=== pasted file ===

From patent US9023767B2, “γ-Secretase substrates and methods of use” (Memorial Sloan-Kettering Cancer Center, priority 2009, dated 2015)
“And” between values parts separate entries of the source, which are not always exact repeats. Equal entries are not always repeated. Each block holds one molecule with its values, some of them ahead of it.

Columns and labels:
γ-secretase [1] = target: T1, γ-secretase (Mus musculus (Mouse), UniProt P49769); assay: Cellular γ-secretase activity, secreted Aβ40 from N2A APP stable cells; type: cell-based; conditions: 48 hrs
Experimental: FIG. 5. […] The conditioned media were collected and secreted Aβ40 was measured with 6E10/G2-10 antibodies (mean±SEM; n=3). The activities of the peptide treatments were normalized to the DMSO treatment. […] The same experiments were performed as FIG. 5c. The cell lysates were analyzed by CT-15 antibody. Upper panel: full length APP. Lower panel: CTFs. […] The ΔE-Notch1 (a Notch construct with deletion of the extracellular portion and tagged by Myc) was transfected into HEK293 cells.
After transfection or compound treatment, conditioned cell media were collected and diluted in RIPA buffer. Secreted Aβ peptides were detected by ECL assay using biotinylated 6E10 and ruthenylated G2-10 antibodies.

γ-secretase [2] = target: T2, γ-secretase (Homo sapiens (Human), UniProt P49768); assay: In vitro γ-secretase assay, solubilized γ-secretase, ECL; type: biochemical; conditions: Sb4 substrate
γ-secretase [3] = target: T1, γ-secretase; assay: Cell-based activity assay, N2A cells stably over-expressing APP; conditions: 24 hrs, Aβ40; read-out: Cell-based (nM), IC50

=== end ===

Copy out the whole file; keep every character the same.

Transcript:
From patent US9023767B2, “γ-Secretase substrates and methods of use” (Memorial Sloan-Kettering Cancer Center, priority 2009, dated 2015)
“And” between values parts separate entries of the source, which are not always exact repeats. Equal entries are not always repeated. Each block holds one molecule with its values, some of them ahead of it.

Columns and labels:
γ-secretase [1] = target: T1, γ-secretase (Mus musculus (Mouse), UniProt P49769); assay: Cellular γ-secretase activity, secreted Aβ40 from N2A APP stable cells; type: cell-based; conditions: 48 hrs
Experimental: FIG. 5. […] The conditioned media were collected and secreted Aβ40 was measured with 6E10/G2-10 antibodies (mean±SEM; n=3). The activities of the peptide treatments were normalized to the DMSO treatment. […] The same experiments were performed as FIG. 5c. The cell lysates were analyzed by CT-15 antibody. Upper panel: full length APP. Lower panel: CTFs. […] The ΔE-Notch1 (a Notch construct with deletion of the extracellular portion and tagged by Myc) was transfected into HEK293 cells.
After transfection or compound treatment, conditioned cell media were collected and diluted in RIPA buffer. Secreted Aβ peptides were detected by ECL assay using biotinylated 6E10 and ruthenylated G2-10 antibodies.

γ-secretase [2] = target: T2, γ-secretase (Homo sapiens (Human), UniProt P49768); assay: In vitro γ-secretase assay, solubilized γ-secretase, ECL; type: biochemical; conditions: Sb4 substrate
γ-secretase [3] = target: T1, γ-secretase; assay: Cell-based activity assay, N2A cells stably over-expressing APP; conditions: 24 hrs, Aβ40; read-out: Cell-based (nM), IC50